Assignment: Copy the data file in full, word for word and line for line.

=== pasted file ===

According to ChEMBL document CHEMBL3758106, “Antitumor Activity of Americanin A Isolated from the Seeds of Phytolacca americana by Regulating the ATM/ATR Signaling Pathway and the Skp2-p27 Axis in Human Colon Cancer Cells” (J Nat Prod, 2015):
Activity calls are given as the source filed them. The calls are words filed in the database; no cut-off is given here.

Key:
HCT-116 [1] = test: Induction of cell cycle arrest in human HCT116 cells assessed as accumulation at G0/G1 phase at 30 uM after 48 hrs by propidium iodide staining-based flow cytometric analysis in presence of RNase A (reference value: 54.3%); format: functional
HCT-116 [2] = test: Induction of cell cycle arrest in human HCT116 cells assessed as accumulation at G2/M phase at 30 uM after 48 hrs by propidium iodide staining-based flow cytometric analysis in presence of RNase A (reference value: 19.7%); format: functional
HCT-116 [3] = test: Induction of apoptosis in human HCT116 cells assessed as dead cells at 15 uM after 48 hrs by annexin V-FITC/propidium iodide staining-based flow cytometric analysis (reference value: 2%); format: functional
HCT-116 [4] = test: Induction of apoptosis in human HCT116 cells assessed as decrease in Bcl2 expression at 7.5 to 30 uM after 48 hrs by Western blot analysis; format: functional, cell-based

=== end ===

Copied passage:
According to ChEMBL document CHEMBL3758106, “Antitumor Activity of Americanin A Isolated from the Seeds of Phytolacca americana by Regulating the ATM/ATR Signaling Pathway and the Skp2-p27 Axis in Human Colon Cancer Cells” (J Nat Prod, 2015):
Activity calls are given as the source filed them. The calls are words filed in the database; no cut-off is given here.

Key:
HCT-116 [1] = test: Induction of cell cycle arrest in human HCT116 cells assessed as accumulation at G0/G1 phase at 30 uM after 48 hrs by propidium iodide staining-based flow cytometric analysis in presence of RNase A (reference value: 54.3%); format: functional
HCT-116 [2] = test: Induction of cell cycle arrest in human HCT116 cells assessed as accumulation at G2/M phase at 30 uM after 48 hrs by propidium iodide staining-based flow cytometric analysis in presence of RNase A (reference value: 19.7%); format: functional
HCT-116 [3] = test: Induction of apoptosis in human HCT116 cells assessed as dead cells at 15 uM after 48 hrs by annexin V-FITC/propidium iodide staining-based flow cytometric analysis (reference value: 2%); format: functional
HCT-116 [4] = test: Induction of apoptosis in human HCT116 cells assessed as decrease in Bcl2 expression at 7.5 to 30 uM after 48 hrs by Western blot analysis; format: functional, cell-based